Japan: The System That Soured
By Richard Katz
Routledge; 1 edition (15 July 1998)
Review by Takahiro Miyao
"Structural reform" has now become such a popular word in Japan, but here is an excellent "textbook" for reform, which was published long before Mr. Junichiro Koizumi took office. The author is a senior editor at The Oriental Economist Report, a monthly English-language newsletter about Japan and, therefore, is quite knowledgeable about the Japanese economy. In this book, he takes a long-term viewpoint to explain "the rise and fall of the Japanese economic miracle," that is the subtitle of this book, and points out main reasons for Japan's economic stagnation. Those reasons include Japan's failure in transforming its dual economy into a more open and competitive one and also failure in transforming its investment-oriented economy into a consumption-oriented one. According to Katz, the "bubble economy" is not a cause (as widely believed by Japanese economists) but a result of Japan's failure, as policy makers tried to stimulate consumption demand not by reform but by monetary easing policy.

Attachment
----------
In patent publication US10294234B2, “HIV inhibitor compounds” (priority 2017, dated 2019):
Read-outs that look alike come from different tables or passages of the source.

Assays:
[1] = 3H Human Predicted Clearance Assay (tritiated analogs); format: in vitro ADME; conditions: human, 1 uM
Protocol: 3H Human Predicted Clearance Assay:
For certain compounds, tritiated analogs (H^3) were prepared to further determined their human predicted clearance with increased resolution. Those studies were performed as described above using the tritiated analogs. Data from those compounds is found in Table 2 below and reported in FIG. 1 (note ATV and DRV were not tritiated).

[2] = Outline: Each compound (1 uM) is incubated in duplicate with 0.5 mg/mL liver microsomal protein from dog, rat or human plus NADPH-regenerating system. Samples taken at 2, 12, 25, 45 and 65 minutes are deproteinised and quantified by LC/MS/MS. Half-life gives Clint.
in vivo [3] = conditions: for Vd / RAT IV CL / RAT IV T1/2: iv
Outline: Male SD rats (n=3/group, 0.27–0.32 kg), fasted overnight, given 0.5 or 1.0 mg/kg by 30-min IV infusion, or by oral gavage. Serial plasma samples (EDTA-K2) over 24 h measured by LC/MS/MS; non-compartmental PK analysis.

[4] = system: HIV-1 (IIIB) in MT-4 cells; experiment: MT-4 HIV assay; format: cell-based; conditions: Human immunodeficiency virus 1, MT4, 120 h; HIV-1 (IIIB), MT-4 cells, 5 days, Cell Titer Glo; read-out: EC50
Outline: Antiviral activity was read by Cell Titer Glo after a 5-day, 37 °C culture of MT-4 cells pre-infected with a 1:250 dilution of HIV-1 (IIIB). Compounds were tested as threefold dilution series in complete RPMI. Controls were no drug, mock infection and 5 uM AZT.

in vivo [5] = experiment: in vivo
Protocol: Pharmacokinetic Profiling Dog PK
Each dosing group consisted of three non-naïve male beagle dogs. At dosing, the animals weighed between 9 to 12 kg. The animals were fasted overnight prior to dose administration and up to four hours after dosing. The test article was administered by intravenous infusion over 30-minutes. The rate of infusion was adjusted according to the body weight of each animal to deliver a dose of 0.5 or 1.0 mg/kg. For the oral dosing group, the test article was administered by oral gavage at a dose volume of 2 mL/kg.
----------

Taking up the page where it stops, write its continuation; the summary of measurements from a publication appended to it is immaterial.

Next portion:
Although there are many questions to be asked about his thesis (for example, his lack of sympathy for monetary policy in general; see the Katz-Miyao debate at Glocom , this book is a must reading for everyone including those who are against the Koizumi reform. Especially we can learn from his stance to seek a new paradigm beyond "revisionism" and "traditionalism." It should also be pointed out that the Japanese translation of this book, "Kusariyuku Nihon To Iu Shisutemu" (Toyo Keizai Shinpo Sha: 1999), contains some interesting thoughts and comments by Katz on more recent developments on Japan's political economy.
This review first appeared on the GLOCOM Platform and is reproduced with permission.